Two established downstream effects of AA include PKC activation (30,32, 41) and small G protein activation via inhibition of small GTPase activating protein (16, 23, 40). Whereas there are two reports of Ras modulation of L-type Ca channels (13, 24), there are no known studies of Ras-T-type channel interactions. Our partial PKC inhibitor results are similar to those observed for neuronal L-type currents (26) and suggest that AA activation of PKC may lead to PKC-channel interaction. Surprisingly, however, there are few studies of PKC modulation of T-type Ca channels despite the central importance of PKC and Ca currents. In heart cells, Tseng and Boyden (44) showed that native I T is attenuated following activation of PKC. There are several PKC consensus sites on α1H, two sites on the domain I-II cytoplasmic connector and one site on the domain III-IV connector (9). Whereas a consensus site is a prerequisite for PKC modulation, its presence does not mean that the channel is a substrate. This adage is illustrated by the absence of PKA modulation of α1H. Nevertheless, independent evaluation of PKC modulation of T-type channels is an important area for further study.
We expressed effects on steady-state activation based on peak current. However, the peak current may be contaminated by overlapping activation and inactivation transitions, particularly in the low-voltage activation range (10). Nonetheless, there is important biophysical information to be gleaned from the current-voltage protocols used in this study. Our data suggest that AA speeds a voltage-independent open-to-inactivation transition, and AA also alters a voltage-dependent transition. The macroscopic current inactivation is well fit by a single-exponential function over the entire voltage range (Fig. 2). Macroscopic decay is voltage-dependent for weak depolarization; however, for strong depolarizations (greater than −30 mV), the macroscopic inactivation decay rate as a function of voltage [τ(V)] is constant. Our τ(V) curve for macroscopic decay is similar to that reported from nativeI T preparations (5, 8). As Chen and Hess (5) point out, this extreme potential-limiting rate suggests a voltage-independent open-to-inactivated state transition. The speeding of the rate-limiting decay implies that AA modulates channel inactivation. The more dramatic depression of the voltage dependence by AA of the τ(V) curve is more complicated, and the explanation depends on the kinetic scheme. For α1H, as for native T-channels (5), Na channels (1), and some K channels (53), it is a good assumption that only the initial activation transitions are voltage dependent. AA reduces both the macroscopic inactivation voltage dependence and the slope of the activation curve. With a minimal number of assumptions, our results imply that AA exerts its effect mainly on a voltage-dependent, closed-state transition.
The low-voltage-activation range of T-type Ca channels suggests that its principal function is to mediate the upstroke of the action potential. In pacemaker tissues, such as nodal cells, blockade of T-type current slows spontaneous firing (27). AA and its metabolites have long been known to induce bradycardia (29). Thus it is reasonable that AA may mediate bradycardia at least in part via blockade of T-type channels. Our Na channel coexpression experiment is a side issue in this paper; nonetheless, the overlapping range of activation of Na and T-type currents illustrates the important point that either of these current carriers activate in a range that enables them to carry the upstroke of the action potential. Although T-type Ca channels are not normally present in the working myocardium, cardiac hypertrophy induces de novo expression of T-type channels (33). Under pathophysiological conditions, AA or EETs may have an important protective function. For example, hypertrophic and ischemic myocardium slow reentry pathways can lead to ventricular fibrillation and in turn sudden cardiac death. During ischemia the extracellular space is acidified, and the maximum diastolic potential (MDP) modestly depolarizes (47, 52). The MDP is in a range that is conducive for T-channel activation but is still rather hyperpolarized for L-type Ca channels. Concomitantly, the depolarized MDP steady-state inactivates Na channels, leaving T-type Ca channels as the only inward current carrier available. Our observation that AA and EET attenuate G max ofI T suggests a mechanism for inhibition of ectopic action potential initiation.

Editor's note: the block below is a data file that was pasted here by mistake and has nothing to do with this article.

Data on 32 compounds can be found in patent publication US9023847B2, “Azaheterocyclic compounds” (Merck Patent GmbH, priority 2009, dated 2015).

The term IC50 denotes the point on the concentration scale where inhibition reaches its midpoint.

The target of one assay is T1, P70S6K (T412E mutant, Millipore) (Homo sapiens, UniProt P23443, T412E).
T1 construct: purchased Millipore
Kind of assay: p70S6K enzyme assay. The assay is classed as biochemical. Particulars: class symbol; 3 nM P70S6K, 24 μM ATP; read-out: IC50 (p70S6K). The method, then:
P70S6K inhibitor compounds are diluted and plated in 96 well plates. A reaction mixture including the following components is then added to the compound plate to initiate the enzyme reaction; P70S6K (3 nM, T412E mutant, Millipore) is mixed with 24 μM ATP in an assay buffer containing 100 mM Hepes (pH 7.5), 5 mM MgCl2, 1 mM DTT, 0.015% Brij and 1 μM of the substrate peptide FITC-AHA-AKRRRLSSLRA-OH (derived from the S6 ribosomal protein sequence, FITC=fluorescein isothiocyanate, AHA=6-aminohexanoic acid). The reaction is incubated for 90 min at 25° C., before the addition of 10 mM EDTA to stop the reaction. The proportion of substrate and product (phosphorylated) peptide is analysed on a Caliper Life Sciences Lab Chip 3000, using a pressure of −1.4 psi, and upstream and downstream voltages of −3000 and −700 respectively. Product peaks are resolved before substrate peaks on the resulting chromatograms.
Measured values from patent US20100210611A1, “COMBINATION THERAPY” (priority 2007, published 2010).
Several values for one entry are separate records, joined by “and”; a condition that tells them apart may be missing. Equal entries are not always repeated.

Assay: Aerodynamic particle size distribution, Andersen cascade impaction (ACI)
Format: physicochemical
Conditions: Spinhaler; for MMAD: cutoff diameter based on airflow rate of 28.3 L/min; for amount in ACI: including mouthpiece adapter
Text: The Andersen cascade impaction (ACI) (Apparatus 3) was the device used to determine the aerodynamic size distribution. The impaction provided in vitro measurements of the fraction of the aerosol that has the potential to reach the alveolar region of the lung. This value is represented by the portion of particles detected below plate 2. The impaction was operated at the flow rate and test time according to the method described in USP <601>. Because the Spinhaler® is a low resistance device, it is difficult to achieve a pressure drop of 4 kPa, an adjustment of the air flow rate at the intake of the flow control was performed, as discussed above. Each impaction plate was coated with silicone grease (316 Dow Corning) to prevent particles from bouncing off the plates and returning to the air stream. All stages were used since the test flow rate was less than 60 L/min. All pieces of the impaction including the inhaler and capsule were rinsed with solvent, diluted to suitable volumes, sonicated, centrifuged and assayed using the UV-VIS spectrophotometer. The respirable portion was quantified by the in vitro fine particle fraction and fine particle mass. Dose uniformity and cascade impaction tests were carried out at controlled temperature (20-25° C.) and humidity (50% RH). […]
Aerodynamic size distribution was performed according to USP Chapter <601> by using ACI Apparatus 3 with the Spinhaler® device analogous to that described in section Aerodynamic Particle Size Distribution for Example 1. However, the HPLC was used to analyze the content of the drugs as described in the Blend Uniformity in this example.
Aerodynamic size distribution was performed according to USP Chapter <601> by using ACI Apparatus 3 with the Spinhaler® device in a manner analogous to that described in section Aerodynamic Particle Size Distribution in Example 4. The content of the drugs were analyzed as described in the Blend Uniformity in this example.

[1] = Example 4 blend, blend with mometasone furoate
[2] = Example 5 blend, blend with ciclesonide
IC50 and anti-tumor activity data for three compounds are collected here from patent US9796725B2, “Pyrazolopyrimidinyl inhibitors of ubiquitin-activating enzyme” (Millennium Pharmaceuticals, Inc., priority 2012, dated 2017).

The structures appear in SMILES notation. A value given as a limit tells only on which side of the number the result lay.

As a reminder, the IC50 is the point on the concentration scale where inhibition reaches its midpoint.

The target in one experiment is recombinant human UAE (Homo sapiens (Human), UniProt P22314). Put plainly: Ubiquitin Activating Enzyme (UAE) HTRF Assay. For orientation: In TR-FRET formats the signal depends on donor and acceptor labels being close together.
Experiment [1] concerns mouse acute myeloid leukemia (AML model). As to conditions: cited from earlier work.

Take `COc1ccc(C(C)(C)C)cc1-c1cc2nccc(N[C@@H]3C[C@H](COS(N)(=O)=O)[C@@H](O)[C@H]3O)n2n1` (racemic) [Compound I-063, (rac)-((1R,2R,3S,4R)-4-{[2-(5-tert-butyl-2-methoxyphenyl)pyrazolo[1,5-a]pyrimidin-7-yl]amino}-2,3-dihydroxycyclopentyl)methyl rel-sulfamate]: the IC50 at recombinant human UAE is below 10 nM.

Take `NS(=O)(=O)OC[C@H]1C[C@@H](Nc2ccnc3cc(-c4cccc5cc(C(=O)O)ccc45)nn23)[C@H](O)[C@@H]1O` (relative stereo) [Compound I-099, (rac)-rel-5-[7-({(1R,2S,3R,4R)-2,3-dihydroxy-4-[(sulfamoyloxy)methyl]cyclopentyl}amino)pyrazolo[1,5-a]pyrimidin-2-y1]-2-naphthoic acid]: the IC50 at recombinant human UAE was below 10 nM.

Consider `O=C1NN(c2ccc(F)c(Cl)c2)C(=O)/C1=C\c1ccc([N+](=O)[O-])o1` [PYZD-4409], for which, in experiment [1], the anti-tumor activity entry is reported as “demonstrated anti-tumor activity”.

The antihypertensive efficacy of the relatively specific T-type channel blocker mibefradil (9, 37) suggests a role for T-type channels in control of vascular tone. There is evidence that the EDHF is one or more epoxygenation metabolites of AA (35, also see Ref. 48). Our demonstration of AA- and an AA epoxygenase metabolite-mediated attenuation of T-type Ca channels implicates the α1H channel as a target for the control of vascular tone and heart rate.
In conclusion, AA modulation of T-type Ca channels reduces channel current via both a PKC-dependent and -independent pathway. In contrast, 8,9-EET reduction of T-type current may be caused by a direct interaction with the channel.
We thank Brian Delisle and Edward Perez-Reyes for insightful discussions and comments on this manuscript. We are grateful to Alison Nemes for excellent technical support and to Brian Jackson's lab for performing RT-PCR assays for several cytochrome P-450 isoforms in our cells. We also thank Robert Rosenberg for alerting us to the publication of similar EET effects on L-type Ca channels (Mol. Pharmacol. 55: 288–295, 1999).
Address for reprint requests and other correspondence: J. Satin, Dept. of Physiology, MS-508, University of Kentucky College of Medicine, 800 Rose St., Lexington, KY 40536-0298 (E-mail:).
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- Copyright © 2000 the American Physiological Society